Bahcecioglu et al. [70] investigated the preventative effect of lycopene on high-fat diet-induced NASH in Sprague-Dawley rats. Forty animals were divided into four groups and fed either a standard diet with 35% kcal from fat (control), a high-fat diet with 71% kcal from fat, and two groups were fed a high-fat diet plus lycopene at doses of 2 mg/kg or 4mg/kg body weight for a period of six weeks. Lycopene was mixed with olive oil and administered three days/week by gastric gavage. Rats fed the high-fat diet showed higher serum activity of the liver enzymes ALT, AST, and alkaline phosphatase (ALP), which is indicative of liver injury [71], as well as plasma TG and TC, insulin resistance, and higher serum and liver MDA and serum TNF-α when compared to the control group, indicating oxidative stress and inflammation caused by the excess dietary fat. The groups supplemented with lycopene had a restoration of liver enzyme activity to values similar to controls in a dose-independent manner. Similarly, serum and hepatic ALT, plasma TG, and serum TNF-α were significantly lower in both groups treated with lycopene when compared to control rats. Histological evaluation showed lower steatosis and inflammation in rats supplemented with lycopene compared to high-fat diet fed rats (p < 0.05), however, no differences were found in ballooning degeneration, fibrosis, or necrosis [70].
These data indicate that supplementation with 2 or 4 mg/kg body weight of lycopene can reduce high-fat diet-induced oxidative stress and liver damage, suggesting a protective role of this carotenoid in the development of NAFLD.
A similar study conducted by Wang et al. [72] tested the effects of purified lycopene and lycopene in tomato extract on the development of NASH-promoted hepatocarcinogenesis. Sprague-Dawley rats were given a single intraperitoneal injection of 30 mg diethylnitrosamine (DEN)/kg body weight. DEN is a representative chemical carcinogen commonly used to induce tumors in animal models [73]. After recovery from DEN injection, animals were randomly assigned to one of six groups (n = 8 per group) and fed ad libitum either a control diet (35% kcal from fat) or high-fat diet (71% kcal from fat) with or without pure lycopene (water-soluble beadlets, 95% all-trans isomers) or tomato extract supplements for six weeks.
Lycopene concentration was measured in both plasma and liver via high performance liquid chromatography. Both supplemented groups showed higher concentrations of hepatic lycopene when compared to supplemented controls, while no significant difference was found within supplemental groups. The effect of fat was not observed in plasma lycopene concentrations. These results suggest that both pure lycopene and tomato extract have the same effect in increasing plasma and tissue concentrations of this carotenoid and that the addition of extra fat in the meal plays a major role in the absorption of lycopene. This phenomenon has been described before, as fat is required for satisfactory absorption of carotenoids [74]. These differences in lycopene concentrations as a result of dietary fat were observed in liver and not in plasma, likely because at steady state, plasma carotenoids represent only 1% of the total body content of carotenoids, whereas the highest concentration can be found in the liver [30].
Oxidative stress was measured by quantifying lipid peroxidation end products such as MDA and 4-hydroxynonenal (4-HNE). Dietary supplementation with either lycopene or tomato extract significantly decreased high-fat diet-induced generation of both products, demonstrating the antioxidant capacity of lycopene. It is important to note, however, that in the case of tomato extract the antioxidant activity cannot be attributed to lycopene alone. Tomatoes have other bioactive components that could contribute to this effect, such as Vitamin C, Vitamin E, flavonoids, and other carotenoids [75]. Similarly, Wang’s study showed that tomato extract, but not purified lycopene, reduced high-fat diet-induced liver inflammation by decreasing both the number of inflammatory foci observed in histological evaluation and mRNA expression of multiple pro-inflammatory cytokines such as IL-6, IL-1β, and IL-12. These effects are possibly due to a synergistic effect between the bioactive components in tomatoes. However, purified lycopene resulted in higher concentrations of nuclear protein Nrf-2 when compared to controls. This effect was not observable with the tomato extract groups, suggesting that lycopene has a specific mechanism for protecting against oxidative stress [72].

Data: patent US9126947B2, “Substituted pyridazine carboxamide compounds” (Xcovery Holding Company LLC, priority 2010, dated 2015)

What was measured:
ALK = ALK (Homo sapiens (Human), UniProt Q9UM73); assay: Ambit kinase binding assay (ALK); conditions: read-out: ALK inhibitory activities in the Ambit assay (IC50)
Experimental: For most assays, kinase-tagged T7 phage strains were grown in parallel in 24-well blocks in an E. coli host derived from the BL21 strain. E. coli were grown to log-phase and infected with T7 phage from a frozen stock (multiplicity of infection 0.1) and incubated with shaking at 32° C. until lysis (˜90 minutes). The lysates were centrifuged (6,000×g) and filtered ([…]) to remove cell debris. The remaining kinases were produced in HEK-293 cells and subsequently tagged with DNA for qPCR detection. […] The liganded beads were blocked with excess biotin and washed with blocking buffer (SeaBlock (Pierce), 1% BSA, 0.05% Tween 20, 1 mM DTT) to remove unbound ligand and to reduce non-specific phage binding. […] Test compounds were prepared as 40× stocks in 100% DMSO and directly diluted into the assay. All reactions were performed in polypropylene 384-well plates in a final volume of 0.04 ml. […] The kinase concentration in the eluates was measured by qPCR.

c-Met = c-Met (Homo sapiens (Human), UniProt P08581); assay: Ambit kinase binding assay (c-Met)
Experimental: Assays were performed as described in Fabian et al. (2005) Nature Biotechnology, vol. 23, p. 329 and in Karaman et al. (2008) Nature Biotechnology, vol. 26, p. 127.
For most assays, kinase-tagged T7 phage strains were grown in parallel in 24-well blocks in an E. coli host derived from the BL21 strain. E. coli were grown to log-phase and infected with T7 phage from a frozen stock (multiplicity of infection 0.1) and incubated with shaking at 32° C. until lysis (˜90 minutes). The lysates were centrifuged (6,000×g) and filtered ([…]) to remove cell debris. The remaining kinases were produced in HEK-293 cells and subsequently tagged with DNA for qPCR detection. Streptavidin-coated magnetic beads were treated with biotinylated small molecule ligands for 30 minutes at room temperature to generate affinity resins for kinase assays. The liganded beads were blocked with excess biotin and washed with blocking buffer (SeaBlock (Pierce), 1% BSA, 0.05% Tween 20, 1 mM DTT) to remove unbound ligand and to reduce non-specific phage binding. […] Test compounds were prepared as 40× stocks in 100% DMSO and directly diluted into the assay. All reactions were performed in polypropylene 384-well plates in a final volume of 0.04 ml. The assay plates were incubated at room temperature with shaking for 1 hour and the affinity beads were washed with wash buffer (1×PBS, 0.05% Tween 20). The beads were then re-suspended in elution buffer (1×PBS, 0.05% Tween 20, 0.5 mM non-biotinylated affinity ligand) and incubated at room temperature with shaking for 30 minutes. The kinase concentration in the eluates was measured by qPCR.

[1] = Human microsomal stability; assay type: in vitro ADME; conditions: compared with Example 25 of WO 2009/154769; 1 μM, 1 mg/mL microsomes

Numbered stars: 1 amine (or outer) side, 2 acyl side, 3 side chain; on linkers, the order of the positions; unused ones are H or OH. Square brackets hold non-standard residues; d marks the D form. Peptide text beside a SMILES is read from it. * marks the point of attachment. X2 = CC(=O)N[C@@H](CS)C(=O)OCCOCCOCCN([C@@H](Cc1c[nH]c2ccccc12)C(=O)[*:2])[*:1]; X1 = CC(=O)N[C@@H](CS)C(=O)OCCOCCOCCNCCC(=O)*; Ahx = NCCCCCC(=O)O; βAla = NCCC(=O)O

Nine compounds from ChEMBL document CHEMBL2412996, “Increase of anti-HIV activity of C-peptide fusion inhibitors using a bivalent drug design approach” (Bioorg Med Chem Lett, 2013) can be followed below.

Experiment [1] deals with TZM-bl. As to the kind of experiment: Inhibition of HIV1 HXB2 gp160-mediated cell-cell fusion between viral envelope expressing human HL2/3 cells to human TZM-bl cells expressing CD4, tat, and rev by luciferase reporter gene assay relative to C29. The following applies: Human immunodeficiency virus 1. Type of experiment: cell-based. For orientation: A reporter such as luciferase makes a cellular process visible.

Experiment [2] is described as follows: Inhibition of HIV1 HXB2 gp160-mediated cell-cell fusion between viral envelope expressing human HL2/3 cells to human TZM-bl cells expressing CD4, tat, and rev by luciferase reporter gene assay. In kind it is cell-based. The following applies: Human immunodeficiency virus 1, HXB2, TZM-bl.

Other studies have evaluated the effects of lycopene not in preventing, but in treating NAFLD. A recent study used lycopene supplements in Sprague-Dawley rats with high-fat diet-induced NAFLD [76]. The purpose of this study was to assess if lycopene supplementation would have synergistic effects with a control diet in reversing hepatic steatosis and hepatic morphological changes produced by a high-fat diet after NAFLD has developed. The animals were divided in two experimental groups, control (n = 22) and high-fat diet (n = 34). After four weeks of a high-fat diet some animals were sacrificed for analysis. There was an increase in liver weight and hepatic lipids, and higher concentrations of TC and TG. Impaired glucose tolerance, which is common in the development of NAFLD due to insulin resistance [4], was also observed after a sucrose charge in the high-fat diet group. Similarly, high-fat diet-fed animals had higher serum ALT and AST activities, lower activities of antioxidant enzymes SOD and GPx, and higher concentrations of MDA. Morphological changes observed in the livers of the rats fed a high-fat diet included hepatocyte swelling and macrovesicular steatosis with numerous cytoplasmic vacuoles. The average steatosis score for these animals was significantly higher than that for the rats fed the control diet [76].